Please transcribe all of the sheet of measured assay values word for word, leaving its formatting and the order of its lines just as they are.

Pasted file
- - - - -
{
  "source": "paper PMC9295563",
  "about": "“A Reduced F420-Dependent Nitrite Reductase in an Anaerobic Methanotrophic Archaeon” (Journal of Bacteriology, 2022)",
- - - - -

{
  "source": "paper PMC9295563",
  "about": "“A Reduced F420-Dependent Nitrite Reductase in an Anaerobic Methanotrophic Archaeon” (Journal of Bacteriology, 2022)",